S.455 - RADIOS Act
A bill to promote development and opportunity with regards to spectrum occupancy and use, and for other purposes. view all titles (3)
All Bill Titles
- Official: A bill to promote development and opportunity with regards to spectrum occupancy and use, and for other purposes. as introduced.
- Short: RADIOS Act as introduced.
- Short: Reforming Airwaves by Developing Incentives and Opportunistic Sharing Act as introduced.
This Bill currently has no wiki content. If you would like to create a wiki entry for this bill, please Login, and then select the wiki tab to create it.
- Today: 2
- Past Seven Days: 22
- All-Time: 5,780
Official SummaryReforming Airwaves by Developing Incentives and Opportunistic Sharing Act or the RADIOS Act - Amends the Communications Act of 1934 to require the Federal Communications Commission (FCC), subject to specified national security, classified information, and public safety exceptions, and in co
Official SummaryReforming Airwaves by Developing Incentives and Opportunistic Sharing Act or the RADIOS Act - Amends the Communications Act of 1934 to require the Federal Communications Commission (FCC), subject to specified national security, classified information, and public safety exceptions, and in consultation with the National Telecommunications and Information Administration (NTIA) and the Office of Science and Technology Policy, to:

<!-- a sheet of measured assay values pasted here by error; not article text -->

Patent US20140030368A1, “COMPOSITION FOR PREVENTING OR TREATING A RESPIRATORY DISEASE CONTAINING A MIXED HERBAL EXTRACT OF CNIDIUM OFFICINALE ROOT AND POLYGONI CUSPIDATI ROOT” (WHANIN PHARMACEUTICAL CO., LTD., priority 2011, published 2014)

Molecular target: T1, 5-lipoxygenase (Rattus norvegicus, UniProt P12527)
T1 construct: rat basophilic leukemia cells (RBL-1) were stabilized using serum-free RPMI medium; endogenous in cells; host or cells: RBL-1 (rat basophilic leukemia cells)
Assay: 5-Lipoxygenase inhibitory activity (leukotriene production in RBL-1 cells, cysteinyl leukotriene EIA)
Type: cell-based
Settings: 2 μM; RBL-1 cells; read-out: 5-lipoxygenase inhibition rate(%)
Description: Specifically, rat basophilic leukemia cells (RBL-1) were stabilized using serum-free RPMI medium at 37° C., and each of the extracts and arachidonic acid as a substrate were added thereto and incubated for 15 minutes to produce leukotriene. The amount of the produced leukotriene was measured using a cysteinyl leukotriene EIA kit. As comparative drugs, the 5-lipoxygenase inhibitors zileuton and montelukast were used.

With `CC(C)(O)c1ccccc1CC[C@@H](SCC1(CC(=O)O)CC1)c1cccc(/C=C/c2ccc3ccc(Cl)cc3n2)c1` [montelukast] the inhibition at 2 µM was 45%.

(1) biennially inventory each radio spectrum band from 300 megahertz to at least 6.5 gigahertz managed by each such agency, including information on the total spectrum authorized for each licensee or federal government user and the approximate number of deployed or authorized transmitters, end-user terminals, or receivers (excluding unintended radiators) in the band; and
(2) make the information available to the public through the Internet. Directs the FCC and NTIA to conduct a study of occupancy on the electromagnetic spectrum (between, at least, 100 megahertz and 10 gigahertz) based on the extent of the use of such spectrum. Directs the FCC and NTIA to determine appropriate benchmarks for assessing:
(1) the utilization of each electromagnetic spectrum band, and
(2) the availability of services operating in bands capable of offering substitutable services. Requires the FCC to study and seek public comment on means of providing greater predictability in the determination of harmful interference along the electromagnetic spectrum. Directs the FCC and NTIA to identify specified close proximity electromagnetic spectrum most feasible for:
(1) spectrum sharing opportunities for commercial and federal government users,
(2) spectrum reuse opportunities for commercial and federal government users,
(3) temporary or dynamic short-term assignment and use, and
(4) spectrum layering opportunities for commercial and federal government users. Directs the FCC and NTIA to:
(1) implement pilot programs (and possibly permanent programs, if deemed viable) to promote spectrum sharing and reuse activities for such identified spectrum bands,
(2) examine each radio spectrum band from 2.5 to 6 gigahertz to determine spectrum sharing opportunities for high bandwidth, low-power applications and services,